Development of a Post-Processing Automation Procedure for the GPS-Based Travel Time Data Collection Technique


The travel time data collection method is used to assist the congestion management. The use of traditional sensors (e.g. inductive loops, AVI sensors) or more recent Bluetooth sensors installed on major roads for collecting data is not sufficient because of their limited coverage and expensive costs for installation and maintenance. Application of the Global Positioning Systems (GPS) in travel time and delay data collections is proven to be efficient in terms of accuracy, level of details for the data and required data collection of man-power. While data collection automation is improved by the GPS technique, human errors can easily find their way through the post-processing phase, and therefore data post-processing remains a challenge especially in case of big projects with high amount of data. This paper introduces a stand-alone post-processing tool called GPS Calculator, which provides an easy-to-use environment to carry out data post-processing. This is a Visual Basic application that processes the data files obtained in the field and integrates them into Geographic Information Systems (GIS) for analysis and representation. The results show that this tool obtains similar results to the currently used data post-processing method, reduces the post-processing effort, and also eliminates the need for the second person during the data collection.

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L. Berzina, A. Faghri, M. Shourijeh and M. Li, "Development of a Post-Processing Automation Procedure for the GPS-Based Travel Time Data Collection Technique," Journal of Transportation Technologies, Vol. 4 No. 1, 2014, pp. 63-71. doi: 10.4236/jtts.2014.41006.

Keywords:Global Positioning Systems (GPS); Post-Processing Tool; VBA; GIS; Kalman Filter

1. Introduction

Today’s dependence on the automobile has created a downfall in the traffic environment. Peak hour traffic congestion has become an everyday problem throughout the world, and has reduced the quality of our lives. Previous studies reported that accurate measurement of travel time and delay is important for transport planning, land use, public health, selecting and assessing safety countermeasures for various transportation facilities [1-3]. As essential attributes in travelers’ route and departure time decision, travel time and delay serve as important quality-of-service measures for dynamic transportation systems [4-7]. This requires new technologies to be developed to study and curtail traffic congestion problems. The travel time data collection method is used to assist the congestion management by documenting congestion information such as travel time, average speed, or delay time

[8]. The use of traditional sensors installed on major roads (e.g. inductive loops, AVI sensors) [9-11] or more recent Bluetooth sensors [12] along arterials and freeways for collecting data is necessary but not sufficient because of their limited coverage and expensive costs for setting up and maintaining the required infrastructure [13]. As a relatively low-cost and high accuracy solution, GPS related data collection techniques have gained acceptance among transportation engineers and practitioners [14]. As a consequence, few software applications have been developed to use the GPS data collection technique in travel time studies.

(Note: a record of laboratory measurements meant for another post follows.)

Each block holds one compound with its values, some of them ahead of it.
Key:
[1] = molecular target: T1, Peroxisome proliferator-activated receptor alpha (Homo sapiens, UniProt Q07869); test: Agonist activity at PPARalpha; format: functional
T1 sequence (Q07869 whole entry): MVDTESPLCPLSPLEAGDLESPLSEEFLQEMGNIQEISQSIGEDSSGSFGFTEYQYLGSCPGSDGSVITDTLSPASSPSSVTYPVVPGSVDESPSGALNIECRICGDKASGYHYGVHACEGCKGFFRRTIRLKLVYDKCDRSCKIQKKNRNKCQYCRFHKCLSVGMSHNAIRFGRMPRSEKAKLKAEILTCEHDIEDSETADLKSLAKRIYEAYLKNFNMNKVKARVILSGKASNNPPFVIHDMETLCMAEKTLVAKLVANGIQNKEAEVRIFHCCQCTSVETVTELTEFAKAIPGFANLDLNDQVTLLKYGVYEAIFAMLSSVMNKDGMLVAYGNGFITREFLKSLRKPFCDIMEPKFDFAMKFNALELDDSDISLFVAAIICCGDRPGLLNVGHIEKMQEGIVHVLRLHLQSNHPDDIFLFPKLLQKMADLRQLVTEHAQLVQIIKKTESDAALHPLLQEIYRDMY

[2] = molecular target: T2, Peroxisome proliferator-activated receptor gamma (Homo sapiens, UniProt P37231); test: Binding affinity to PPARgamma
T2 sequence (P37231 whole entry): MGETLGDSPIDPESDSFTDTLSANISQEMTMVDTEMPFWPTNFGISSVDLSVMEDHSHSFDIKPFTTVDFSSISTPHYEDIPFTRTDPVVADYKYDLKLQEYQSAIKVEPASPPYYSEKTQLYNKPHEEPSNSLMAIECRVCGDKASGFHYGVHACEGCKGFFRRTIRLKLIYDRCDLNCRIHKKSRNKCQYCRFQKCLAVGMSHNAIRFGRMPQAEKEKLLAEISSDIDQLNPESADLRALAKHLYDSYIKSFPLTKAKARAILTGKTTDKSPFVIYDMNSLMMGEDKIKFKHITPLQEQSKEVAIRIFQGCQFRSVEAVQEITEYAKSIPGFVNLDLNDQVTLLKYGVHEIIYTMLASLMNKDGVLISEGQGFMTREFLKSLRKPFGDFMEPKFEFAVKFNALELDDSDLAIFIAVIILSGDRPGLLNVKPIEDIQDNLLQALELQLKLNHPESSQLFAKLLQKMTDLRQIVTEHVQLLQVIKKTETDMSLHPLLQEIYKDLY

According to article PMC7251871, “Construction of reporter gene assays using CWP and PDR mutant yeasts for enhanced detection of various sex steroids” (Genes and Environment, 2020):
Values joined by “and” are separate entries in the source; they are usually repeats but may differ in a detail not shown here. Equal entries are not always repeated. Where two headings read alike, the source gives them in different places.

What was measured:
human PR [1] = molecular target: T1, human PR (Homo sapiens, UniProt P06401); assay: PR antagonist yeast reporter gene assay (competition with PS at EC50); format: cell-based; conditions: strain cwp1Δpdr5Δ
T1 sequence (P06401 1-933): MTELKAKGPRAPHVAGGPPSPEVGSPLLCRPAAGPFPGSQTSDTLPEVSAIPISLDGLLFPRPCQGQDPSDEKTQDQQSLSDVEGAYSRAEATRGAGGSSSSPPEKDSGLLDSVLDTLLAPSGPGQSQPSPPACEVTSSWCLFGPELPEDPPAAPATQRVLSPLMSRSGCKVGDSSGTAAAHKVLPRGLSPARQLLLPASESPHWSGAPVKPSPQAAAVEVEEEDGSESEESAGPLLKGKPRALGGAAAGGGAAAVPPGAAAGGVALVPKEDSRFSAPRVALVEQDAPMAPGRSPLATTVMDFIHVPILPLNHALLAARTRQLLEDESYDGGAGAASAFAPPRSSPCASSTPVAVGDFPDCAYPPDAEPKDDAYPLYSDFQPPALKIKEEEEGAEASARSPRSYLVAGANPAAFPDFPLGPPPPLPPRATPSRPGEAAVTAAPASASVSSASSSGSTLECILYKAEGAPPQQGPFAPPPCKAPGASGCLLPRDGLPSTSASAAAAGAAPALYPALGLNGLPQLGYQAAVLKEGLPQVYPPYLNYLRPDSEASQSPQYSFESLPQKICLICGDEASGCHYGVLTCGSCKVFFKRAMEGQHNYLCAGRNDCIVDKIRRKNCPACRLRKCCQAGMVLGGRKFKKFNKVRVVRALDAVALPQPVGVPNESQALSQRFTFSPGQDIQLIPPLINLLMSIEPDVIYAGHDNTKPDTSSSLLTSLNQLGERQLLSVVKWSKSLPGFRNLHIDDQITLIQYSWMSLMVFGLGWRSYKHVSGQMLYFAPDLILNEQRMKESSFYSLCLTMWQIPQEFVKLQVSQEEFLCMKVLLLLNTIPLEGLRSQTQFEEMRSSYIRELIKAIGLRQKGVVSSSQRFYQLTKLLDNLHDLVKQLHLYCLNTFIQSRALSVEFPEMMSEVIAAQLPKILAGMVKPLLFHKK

Automation of the GPS technique is a difficult task; there is no easy way to accomplish the automation of this procedure. Many companies have addressed this problem by developing different applications for collecting and processing travel time data. Jamar Technologies Inc. has developed GPS travel time software that provided options to view the summaries of the data. GETT (GPSBased Evaluation of Travel Time), created by the Texas Transportation Institute, has a capability to calculate delay at critical intersections separating the delay reasons: deceleration delay, stopped delay, and acceleration delay. TravTime is the software that is used to process the collected data for the travel studies. This program generates statistics by run and road characteristics, including generation of speed-distance diagrams. Similarly to GETT, this software provides auditing and visualizing capabilities. GPS Leader, by Battle Science and Technology International, is an in-vehicle data collection system that provides travel time study capability by collecting data on vehicle location and speed.

However, most are for industrial use and can be quite complicated. This urged the need to develop the automation application, GPS Calculator, to be simplified and easy-to-use software to conduct post-processing for data collected by using Trimble GPS Receiver and the Aspen software, which obtained the field data.

2. Current Data Collection Method

Since 1997, the Delaware Department of Transportation (DelDOT), with help from the Delaware Center for Transportation (DCT) at the University of Delaware, has been using the GPS technique to collect the travel time and delay data on all major roads and highways in the State of Delaware. The resulting data is then integrated into a GIS database (Figure 1(a)) and Google Earth (Figure 1(b)) for the assessment of traffic systems.

GPS data is collected using a Trimble GPS unit with Trimble TerraSync™ and GPS Pathfinder Office softwares installed. Using the Aspen software, the user creates dictionary files, which contain information about control-points. Additional information can also be entered if necessary. While running the Aspen software, we collect travel time information.